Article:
Start main page content

Sunnyside housekeeper keeps the virus at bay

- Wits University

The improved working conditions she found as a Wits employee made it easy for Mncwabe to dedicate her time to the institutions’ fight against the virus.

Precious Mncwabe, Sunnyside Residence Housekeeper insists on hygienic conditions

A Sunnyside residence housekeeper, Precious Mncwabe, is appreciated by her colleagues as a warm and kind person who always prioritises the needs of students. She is known for dedicating extra time to ensuring that students remain comfortable and safe, beliefs that became even stronger at the start of the Covid-19 pandemic in 2020.

As a housekeeper at the student residence, Mncwabe plays a crucial role in the upkeep of the accommodation by ensuring that all residents adhere to the necessary hygiene standards in the fight against the coronavirus pandemic.

Mncwabe, a mother to four kids, says that assisting the University, and consequently the nation, fight against the virus and reduce the risk of infection among students has been a fulfilling experience for her.

“In the beginning, it was stressful thinking that students could get infected, but at the same time, I felt the responsibility to make sure that students were protected. As a staff member and a mother, I wanted to make sure that that the students were always okay and protected against the virus,” she says.

“Knowing that we are all fighting this virus together and we were all contributing to fighting this war makes me feel good to this day,” she adds.

Mncwabe first began working at Wits as an outsourced worker employed by a private company contracted to provide cleaning services in 2001. After years of suffering unfair treatment at the hands of her previous employer, she became a permanent employee of the University in 2016 and started working at the residence in 2018. She says that she is grateful that by the time the coronavirus pandemic reached the shores of South Africa, she was already a permanent employee of the University. This, she says makes her feel adequately protected against the virus both physically and financially.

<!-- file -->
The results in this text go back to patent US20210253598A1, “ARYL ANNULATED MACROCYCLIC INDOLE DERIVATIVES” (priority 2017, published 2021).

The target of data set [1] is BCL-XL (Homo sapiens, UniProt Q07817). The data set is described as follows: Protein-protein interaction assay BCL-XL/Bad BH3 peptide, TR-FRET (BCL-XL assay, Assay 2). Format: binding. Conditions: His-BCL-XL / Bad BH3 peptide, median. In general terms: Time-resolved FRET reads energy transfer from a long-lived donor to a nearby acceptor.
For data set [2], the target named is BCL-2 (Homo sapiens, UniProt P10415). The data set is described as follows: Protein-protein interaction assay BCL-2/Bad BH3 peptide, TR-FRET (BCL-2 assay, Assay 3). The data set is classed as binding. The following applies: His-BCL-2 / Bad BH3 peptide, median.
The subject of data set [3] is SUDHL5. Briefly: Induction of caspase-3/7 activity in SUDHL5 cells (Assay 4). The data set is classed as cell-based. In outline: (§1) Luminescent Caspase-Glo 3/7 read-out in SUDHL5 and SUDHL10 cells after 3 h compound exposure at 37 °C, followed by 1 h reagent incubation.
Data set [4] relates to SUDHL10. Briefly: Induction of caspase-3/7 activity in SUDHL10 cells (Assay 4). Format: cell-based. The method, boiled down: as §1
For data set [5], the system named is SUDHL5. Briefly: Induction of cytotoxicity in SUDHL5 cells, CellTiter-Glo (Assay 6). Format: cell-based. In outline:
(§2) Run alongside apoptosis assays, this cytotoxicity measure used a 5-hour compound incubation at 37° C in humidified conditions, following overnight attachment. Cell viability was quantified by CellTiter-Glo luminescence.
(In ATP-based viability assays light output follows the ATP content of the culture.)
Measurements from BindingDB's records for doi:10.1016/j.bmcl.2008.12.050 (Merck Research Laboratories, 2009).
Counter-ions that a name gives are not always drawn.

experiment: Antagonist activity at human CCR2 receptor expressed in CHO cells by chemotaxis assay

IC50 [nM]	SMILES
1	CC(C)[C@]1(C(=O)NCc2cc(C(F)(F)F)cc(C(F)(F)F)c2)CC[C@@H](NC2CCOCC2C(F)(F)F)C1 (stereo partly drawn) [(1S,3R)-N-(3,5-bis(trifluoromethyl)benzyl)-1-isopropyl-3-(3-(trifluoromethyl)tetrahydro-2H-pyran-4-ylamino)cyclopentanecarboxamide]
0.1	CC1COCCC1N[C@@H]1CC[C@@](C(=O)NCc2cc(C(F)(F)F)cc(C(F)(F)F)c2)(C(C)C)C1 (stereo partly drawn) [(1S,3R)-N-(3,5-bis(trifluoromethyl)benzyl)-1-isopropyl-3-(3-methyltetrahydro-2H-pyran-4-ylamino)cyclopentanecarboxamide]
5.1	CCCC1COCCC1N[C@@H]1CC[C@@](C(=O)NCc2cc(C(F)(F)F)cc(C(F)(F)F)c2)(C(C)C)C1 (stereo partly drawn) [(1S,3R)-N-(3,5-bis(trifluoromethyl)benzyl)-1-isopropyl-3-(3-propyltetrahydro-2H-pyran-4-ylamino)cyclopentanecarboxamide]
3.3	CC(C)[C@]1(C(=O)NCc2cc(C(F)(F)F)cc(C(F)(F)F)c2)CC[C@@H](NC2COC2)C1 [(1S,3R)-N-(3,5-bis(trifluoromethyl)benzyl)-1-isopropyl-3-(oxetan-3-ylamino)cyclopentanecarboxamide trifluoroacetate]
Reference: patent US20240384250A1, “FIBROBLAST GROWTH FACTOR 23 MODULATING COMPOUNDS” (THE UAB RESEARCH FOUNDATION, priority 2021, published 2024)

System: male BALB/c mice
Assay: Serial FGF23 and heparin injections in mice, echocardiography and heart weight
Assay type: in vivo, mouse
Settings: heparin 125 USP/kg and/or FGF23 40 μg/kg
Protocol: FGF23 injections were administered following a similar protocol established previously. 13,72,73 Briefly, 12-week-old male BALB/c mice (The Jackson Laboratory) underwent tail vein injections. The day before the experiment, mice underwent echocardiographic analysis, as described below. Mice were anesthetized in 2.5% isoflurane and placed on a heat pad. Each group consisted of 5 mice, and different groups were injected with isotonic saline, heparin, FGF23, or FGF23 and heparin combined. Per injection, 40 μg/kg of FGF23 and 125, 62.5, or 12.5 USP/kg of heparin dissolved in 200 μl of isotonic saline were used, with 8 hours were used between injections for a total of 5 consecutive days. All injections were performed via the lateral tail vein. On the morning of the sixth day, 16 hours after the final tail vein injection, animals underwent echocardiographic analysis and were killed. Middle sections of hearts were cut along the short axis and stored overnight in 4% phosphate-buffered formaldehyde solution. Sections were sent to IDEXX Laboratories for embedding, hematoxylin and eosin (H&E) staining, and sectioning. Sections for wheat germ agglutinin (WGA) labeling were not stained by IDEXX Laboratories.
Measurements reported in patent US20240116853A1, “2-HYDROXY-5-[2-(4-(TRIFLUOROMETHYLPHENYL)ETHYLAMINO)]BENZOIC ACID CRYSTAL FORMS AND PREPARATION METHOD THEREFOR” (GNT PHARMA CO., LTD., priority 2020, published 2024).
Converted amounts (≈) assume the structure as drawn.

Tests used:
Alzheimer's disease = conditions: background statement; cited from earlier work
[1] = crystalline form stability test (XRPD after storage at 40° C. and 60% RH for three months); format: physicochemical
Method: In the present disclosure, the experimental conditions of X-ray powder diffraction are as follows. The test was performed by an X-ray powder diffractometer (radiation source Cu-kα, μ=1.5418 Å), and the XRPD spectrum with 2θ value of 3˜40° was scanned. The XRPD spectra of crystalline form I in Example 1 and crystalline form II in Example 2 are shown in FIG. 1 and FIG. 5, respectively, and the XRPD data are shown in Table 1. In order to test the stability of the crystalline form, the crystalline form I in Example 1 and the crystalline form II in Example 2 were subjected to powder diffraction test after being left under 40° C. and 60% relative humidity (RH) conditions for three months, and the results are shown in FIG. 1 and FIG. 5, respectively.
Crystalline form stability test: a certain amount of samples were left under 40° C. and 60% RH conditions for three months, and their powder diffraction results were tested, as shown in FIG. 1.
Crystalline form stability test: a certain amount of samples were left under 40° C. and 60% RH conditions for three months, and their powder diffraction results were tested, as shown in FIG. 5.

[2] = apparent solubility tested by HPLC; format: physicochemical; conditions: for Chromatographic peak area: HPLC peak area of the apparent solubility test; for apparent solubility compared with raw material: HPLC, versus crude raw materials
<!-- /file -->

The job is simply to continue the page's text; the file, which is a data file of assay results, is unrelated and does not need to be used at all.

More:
“There is a huge difference between working for Wits as a permanent employee and working as a contracted employee under a private company. Our working conditions have improved drastically.”

“We found working with private companies difficult, especially when it came to issues around unfair treatment and harassment. We earned very little money while working for private companies, but we had so much work to do,” she recalls.

For Mncwabe, the improved working conditions she found as a Wits employee made it easy for her to dedicate her time to the institutions’ fight against the virus.

At the onset of the coronavirus pandemic, the hard lockdown saw harsh restrictions imposed on public transport service providers. Taxi drivers had to maintain a 50% occupancy rate to allow for social distancing in their vehicles, taking the taxi drivers longer to transport commuters. This forced commuters like Mncwabe to travel to work earlier than usual. However, this did not discourage Mncwabe, who travels from Orlando East in Soweto to work in Braamfontein each day.

“I always remembered that the children need us, me being at work is important because my students need me.  If we as support staff decide not to come to work and leave the students and others to fend for themselves, it would be difficult for them to do that, and that could put them at risk,” she says.

Remembering where she comes from keeps Mncwabe grateful and committed to putting her best foot forward as the Sunnyside Housekeeper. This sobering memory is also one she uses to keep her peers motivated.

“I always try to encourage my co-workers to continue working and doing their best even under these trying conditions. I am always reminding them of what we have had to endure to get to this point,” she concludes.